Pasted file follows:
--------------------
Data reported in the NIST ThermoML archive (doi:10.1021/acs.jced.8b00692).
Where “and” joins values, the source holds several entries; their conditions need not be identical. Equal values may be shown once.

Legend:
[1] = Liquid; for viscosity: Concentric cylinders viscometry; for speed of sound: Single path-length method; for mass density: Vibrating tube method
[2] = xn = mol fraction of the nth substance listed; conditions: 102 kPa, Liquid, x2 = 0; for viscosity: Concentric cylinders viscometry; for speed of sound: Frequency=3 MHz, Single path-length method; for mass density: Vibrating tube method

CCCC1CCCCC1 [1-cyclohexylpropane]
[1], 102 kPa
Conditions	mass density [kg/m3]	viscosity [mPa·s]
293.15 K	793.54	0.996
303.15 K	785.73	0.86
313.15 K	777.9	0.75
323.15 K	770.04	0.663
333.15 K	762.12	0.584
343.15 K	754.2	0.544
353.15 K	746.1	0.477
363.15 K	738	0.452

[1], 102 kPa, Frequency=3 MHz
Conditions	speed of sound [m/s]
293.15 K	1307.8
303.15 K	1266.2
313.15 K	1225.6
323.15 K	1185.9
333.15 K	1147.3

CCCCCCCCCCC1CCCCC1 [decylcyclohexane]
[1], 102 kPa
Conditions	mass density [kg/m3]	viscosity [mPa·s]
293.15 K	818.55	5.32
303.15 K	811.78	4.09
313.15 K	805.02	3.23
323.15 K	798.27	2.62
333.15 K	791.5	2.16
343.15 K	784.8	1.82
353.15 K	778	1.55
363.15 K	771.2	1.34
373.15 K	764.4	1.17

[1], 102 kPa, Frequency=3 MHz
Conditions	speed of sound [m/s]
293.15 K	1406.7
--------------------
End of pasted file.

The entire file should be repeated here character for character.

Data reported in the NIST ThermoML archive (doi:10.1021/acs.jced.8b00692).
Where “and” joins values, the source holds several entries; their conditions need not be identical. Equal values may be shown once.

Legend:
[1] = Liquid; for viscosity: Concentric cylinders viscometry; for speed of sound: Single path-length method; for mass density: Vibrating tube method
[2] = xn = mol fraction of the nth substance listed; conditions: 102 kPa, Liquid, x2 = 0; for viscosity: Concentric cylinders viscometry; for speed of sound: Frequency=3 MHz, Single path-length method; for mass density: Vibrating tube method

CCCC1CCCCC1 [1-cyclohexylpropane]
[1], 102 kPa
Conditions	mass density [kg/m3]	viscosity [mPa·s]
293.15 K	793.54	0.996
303.15 K	785.73	0.86
313.15 K	777.9	0.75
323.15 K	770.04	0.663
333.15 K	762.12	0.584
343.15 K	754.2	0.544
353.15 K	746.1	0.477
363.15 K	738	0.452

[1], 102 kPa, Frequency=3 MHz
Conditions	speed of sound [m/s]
293.15 K	1307.8
303.15 K	1266.2
313.15 K	1225.6
323.15 K	1185.9
333.15 K	1147.3

CCCCCCCCCCC1CCCCC1 [decylcyclohexane]
[1], 102 kPa
Conditions	mass density [kg/m3]	viscosity [mPa·s]
293.15 K	818.55	5.32
303.15 K	811.78	4.09
313.15 K	805.02	3.23
323.15 K	798.27	2.62
333.15 K	791.5	2.16
343.15 K	784.8	1.82
353.15 K	778	1.55
363.15 K	771.2	1.34
373.15 K	764.4	1.17

[1], 102 kPa, Frequency=3 MHz
Conditions	speed of sound [m/s]
293.15 K	1406.7